Bowling v. StateAnnotate this Case
458 S.W.2d 639 (1970)
Luther Thomas BOWLING, Plaintiff in Error, v. STATE of Tennessee, Defendant in Error.
Court of Criminal Appeals of Tennessee.
July 1, 1970.
Certiorari Denied September 21, 1970.
*640 Richard Stair, Jr., Donald R. Coffey, Knoxville, for plaintiff in error.
David M. Pack, Atty. Gen., Arnold Peebles, Jr., Asst. Atty. Gen., Nashville, Zane Daniel, Asst. Dist. Atty. Gen., Powell, Robert Bird, Special Counsel, Knoxville, for defendant in error.
Certiorari Denied by Supreme Court September 21, 1970.OPINION
WALKER, Presiding Judge.
From his conviction of first degree murder with a sentence of fifty years' imprisonment, the defendant appeals to this court, first contending that the evidence does not support the verdict.
The victim, Jacqueline Williams, age 22, was the adopted daughter of Mrs. Frances Williams and was pregnant by the defendant at the time of her death.
The state's proof showed that he was no longer welcome at the Williams home and he had threatened to kill Miss Williams on an occasion about two and a half months before the occasion in question.
On September 20, 1968, he had telephoned Miss Williams but she declined permission for him to visit her that night. He came anyway and knocked on the locked door. Mrs. Frances Williams told him to leave, but he insisted that he needed some papers which he had left with some clothes to be laundered.
The victim brought the papers and unlocked the door to deliver them, saying "Now, Tommy, don't bother us no more until you straighten up." When she opened the door, he mortally stabbed her in the chest with a knife. Mrs. Williams did not realize that the defendant had used a knife until her daughter said, "Mama, I am not hit. Tommy has cut me." The defendant picked up his papers and ran out of the house, telling Mrs. Williams, "I'll get you later."
He was apprehended at a restaurant where he had gone for breakfast. After identifying the knife on interrogation, he said that he had wiped the blood from it. When asked why he killed Miss Williams, he replied "self-defense" but made no further explanation.
The defendant testified that about three months earlier Miss Williams had accused him of seeing another woman; that she broke his hand by striking it with a poker. He denied that he had been asked to stay away from the Williams home or that he came there for any papers. He said that he came there that night and that he and Miss Williams listened to the radio and watched television.
Following some conversation when he was about ready to leave, the defendant says that Miss Williams struck at him with the poker, he grabbed her arm and scuffled *641 with her; that he opened his knife and hit her to free himself, but that he did not intend to kill her. He denied any previous threat or that he told Mrs. Williams he would "get her."
The jury accepted the state's theory of the case and did not believe the defendant. In considering and passing on the assignments on the weight of the evidence, this court is bound by the rule that a conviction will not be reversed on the facts unless it is shown by the defendant the evidence preponderates against the verdict and in favor of his innocence. Schweizer v. State, 217 Tenn. 569, 399 S.W.2d 743. This he has not done. The evidence abundantly sustains his conviction.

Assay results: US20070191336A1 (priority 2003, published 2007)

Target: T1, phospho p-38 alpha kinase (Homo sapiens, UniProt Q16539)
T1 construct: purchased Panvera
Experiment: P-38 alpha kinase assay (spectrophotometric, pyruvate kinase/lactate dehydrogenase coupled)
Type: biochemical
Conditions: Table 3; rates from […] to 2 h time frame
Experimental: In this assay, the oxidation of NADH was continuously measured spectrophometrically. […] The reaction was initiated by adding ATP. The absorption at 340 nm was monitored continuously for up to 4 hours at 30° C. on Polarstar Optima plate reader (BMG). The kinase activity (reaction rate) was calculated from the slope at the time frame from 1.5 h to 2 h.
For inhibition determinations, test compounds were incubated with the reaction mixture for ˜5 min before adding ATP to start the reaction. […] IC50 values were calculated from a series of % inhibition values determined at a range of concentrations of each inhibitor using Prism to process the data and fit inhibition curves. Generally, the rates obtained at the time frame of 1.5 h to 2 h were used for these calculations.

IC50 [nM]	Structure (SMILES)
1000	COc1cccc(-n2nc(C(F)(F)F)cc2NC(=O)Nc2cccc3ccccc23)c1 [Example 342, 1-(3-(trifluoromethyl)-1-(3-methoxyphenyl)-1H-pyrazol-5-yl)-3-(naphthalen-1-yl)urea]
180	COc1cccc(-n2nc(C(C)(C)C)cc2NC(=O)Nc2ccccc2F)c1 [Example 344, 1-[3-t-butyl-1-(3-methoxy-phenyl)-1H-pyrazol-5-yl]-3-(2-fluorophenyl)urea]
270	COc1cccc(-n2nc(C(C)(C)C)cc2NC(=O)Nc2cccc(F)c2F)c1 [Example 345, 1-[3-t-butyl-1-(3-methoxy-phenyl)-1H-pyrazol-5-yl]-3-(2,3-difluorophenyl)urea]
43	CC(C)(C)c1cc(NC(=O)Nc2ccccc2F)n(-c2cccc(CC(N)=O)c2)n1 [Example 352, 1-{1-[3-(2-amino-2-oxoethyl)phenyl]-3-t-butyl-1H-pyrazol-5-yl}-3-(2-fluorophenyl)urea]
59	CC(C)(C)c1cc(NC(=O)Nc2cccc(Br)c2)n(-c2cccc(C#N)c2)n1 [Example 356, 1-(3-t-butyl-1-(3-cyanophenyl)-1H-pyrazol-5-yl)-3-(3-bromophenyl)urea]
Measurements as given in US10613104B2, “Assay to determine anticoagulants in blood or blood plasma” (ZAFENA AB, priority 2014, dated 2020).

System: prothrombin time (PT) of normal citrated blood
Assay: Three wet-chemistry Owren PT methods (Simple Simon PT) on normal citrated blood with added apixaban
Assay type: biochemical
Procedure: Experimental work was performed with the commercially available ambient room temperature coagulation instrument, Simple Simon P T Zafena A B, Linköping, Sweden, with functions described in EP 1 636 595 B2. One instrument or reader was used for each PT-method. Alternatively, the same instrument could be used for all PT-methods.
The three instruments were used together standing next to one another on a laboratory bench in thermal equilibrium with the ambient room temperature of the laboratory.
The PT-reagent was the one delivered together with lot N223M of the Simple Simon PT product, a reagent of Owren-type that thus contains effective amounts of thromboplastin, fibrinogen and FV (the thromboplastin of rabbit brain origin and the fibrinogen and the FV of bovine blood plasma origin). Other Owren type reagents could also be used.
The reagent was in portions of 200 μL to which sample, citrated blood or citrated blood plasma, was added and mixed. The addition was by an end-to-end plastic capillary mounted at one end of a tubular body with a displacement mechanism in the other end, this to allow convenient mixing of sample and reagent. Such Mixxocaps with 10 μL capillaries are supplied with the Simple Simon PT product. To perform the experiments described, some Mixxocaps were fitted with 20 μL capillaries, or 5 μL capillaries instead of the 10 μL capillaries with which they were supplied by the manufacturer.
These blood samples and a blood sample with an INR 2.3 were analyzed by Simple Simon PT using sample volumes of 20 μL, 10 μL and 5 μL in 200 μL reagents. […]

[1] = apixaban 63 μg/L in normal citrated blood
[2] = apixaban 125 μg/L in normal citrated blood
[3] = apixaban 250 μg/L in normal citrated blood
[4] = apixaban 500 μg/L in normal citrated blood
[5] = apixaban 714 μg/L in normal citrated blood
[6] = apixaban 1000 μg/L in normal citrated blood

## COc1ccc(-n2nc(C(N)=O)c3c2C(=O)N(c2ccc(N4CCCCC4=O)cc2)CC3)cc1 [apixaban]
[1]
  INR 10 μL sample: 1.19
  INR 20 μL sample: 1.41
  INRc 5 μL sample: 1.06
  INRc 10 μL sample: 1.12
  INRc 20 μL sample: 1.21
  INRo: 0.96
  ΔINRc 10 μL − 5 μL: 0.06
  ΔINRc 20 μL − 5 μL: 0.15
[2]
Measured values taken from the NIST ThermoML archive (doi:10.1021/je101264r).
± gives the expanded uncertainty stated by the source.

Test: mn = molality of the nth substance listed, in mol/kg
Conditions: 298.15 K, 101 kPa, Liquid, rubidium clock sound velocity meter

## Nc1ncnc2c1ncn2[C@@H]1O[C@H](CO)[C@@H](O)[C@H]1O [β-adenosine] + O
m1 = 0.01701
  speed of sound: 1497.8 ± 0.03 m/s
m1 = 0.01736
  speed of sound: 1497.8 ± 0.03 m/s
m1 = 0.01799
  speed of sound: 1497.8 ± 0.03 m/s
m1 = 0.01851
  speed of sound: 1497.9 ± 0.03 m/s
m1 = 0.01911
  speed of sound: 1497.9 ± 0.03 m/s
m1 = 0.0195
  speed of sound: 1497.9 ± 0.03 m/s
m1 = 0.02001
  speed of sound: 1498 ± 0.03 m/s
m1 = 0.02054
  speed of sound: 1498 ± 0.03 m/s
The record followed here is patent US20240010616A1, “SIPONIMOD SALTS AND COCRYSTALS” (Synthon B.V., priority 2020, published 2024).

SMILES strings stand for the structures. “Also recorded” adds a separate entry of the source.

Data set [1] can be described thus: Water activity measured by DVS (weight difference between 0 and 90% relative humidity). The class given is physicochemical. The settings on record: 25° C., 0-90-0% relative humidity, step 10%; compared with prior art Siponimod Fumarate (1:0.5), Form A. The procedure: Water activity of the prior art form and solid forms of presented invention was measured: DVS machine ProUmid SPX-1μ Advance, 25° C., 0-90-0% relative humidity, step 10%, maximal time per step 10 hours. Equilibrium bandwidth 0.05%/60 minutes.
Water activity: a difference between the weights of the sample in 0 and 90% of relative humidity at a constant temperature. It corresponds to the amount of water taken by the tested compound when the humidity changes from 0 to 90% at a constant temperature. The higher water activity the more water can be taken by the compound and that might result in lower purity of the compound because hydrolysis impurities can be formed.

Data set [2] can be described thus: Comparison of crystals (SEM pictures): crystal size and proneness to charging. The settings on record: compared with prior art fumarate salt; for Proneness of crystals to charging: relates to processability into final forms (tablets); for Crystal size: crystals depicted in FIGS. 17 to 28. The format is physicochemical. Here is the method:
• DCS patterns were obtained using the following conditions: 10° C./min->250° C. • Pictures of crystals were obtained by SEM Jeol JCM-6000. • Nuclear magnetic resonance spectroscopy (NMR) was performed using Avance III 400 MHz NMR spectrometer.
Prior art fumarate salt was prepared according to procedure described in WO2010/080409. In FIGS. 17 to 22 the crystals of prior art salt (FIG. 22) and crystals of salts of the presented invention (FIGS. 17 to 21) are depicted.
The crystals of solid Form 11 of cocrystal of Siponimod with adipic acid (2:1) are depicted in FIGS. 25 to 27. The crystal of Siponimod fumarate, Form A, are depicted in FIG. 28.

The defendant says that the assistant district attorney general's argument to the jury was prejudicial in that it referred to inflammatory newspaper articles about an acquittal in another prosecution entirely unrelated to the defendant's case.
When the defendant objected to this argument, the court promptly sustained him and instructed the jury to disregard it. A prosecutor should not inject extraneous issues in the case by his argument. Predictions as to the consequence of an acquittal on lawlessness in the community also go beyond the scope of the issues in a trial and should be avoided. In view of the trial judge's prompt instructions to the jury to disregard these comments of the assistant district attorney, the error was harmless. See Williams v. State, 218 Tenn. 359, 403 S.W.2d 319.
The defendant contends the court erred in admitting his confession without evidence in the record that he knowingly and intelligently waived his constitutional rights against self-incrimination and to the right of counsel.
The defendant was thoroughly warned of all his constitutional rights. He said he would rather not sign the waiver. He chose not to call a lawyer but did ask and was given permission to call his employer. He did not object to the testimony about his warning or to the admission of his statement which was that he acted in self-defense. He did not testify on the question or raise any objection at the trial or by his motion for a new trial. Objections to evidence must be timely made or they are waived and cannot be raised for the first time on appeal. Floyd v. State, Tenn.Crim. App., 430 S.W.2d 888.
Furthermore, we think the confession was admissible under Miranda v. Arizona, 384 U.S. 436, 86 S. Ct. 1602, 16 L. Ed. 2d 694. Once a defendant has been informed of his rights and indicates he understands those rights, his choosing to speak and not requesting a lawyer is sufficient evidence that he knows his rights and chooses not to exercise them. Of course, the attendant facts must show clearly and convincingly that he did relinquish his constitutional rights, knowingly, intelligently, and voluntarily, but a statement by the defendant to that effect is not essential in the chain of proof. See People v. Johnson (Supreme Court of California, 1969), 75 Cal. Rptr. 401, 450 P.2d 865, 874; United States v. Hayes (4th Cir. 1967), 385 F.2d 375; State v. Matt (Supreme Court of Oregon), 444 P.2d 914. The accused here voluntarily waived his right to remain silent and to counsel.
All assignments are overruled and the judgment of the lower court is affirmed.
HYDER and DWYER, JJ., concur.